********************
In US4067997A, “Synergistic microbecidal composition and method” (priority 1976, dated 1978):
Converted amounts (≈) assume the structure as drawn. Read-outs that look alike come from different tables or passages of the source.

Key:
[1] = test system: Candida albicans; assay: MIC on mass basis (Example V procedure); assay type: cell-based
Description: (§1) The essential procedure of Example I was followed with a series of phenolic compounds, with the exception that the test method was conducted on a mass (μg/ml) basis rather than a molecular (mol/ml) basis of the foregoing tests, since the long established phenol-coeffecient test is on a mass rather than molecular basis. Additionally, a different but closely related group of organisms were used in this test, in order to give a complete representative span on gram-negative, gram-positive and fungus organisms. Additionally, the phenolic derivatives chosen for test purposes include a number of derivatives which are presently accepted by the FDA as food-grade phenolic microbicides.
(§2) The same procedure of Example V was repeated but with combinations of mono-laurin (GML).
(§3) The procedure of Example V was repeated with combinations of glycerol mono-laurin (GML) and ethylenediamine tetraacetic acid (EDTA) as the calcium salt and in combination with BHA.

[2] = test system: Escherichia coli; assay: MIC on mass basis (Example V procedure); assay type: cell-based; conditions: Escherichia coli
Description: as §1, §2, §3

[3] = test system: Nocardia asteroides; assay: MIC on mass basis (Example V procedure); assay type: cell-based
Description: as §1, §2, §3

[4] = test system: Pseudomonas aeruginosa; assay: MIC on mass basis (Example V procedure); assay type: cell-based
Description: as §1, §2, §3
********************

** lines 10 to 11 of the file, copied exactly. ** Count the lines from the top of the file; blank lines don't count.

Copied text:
[3] = test system: Nocardia asteroides; assay: MIC on mass basis (Example V procedure); assay type: cell-based
Description: as §1, §2, §3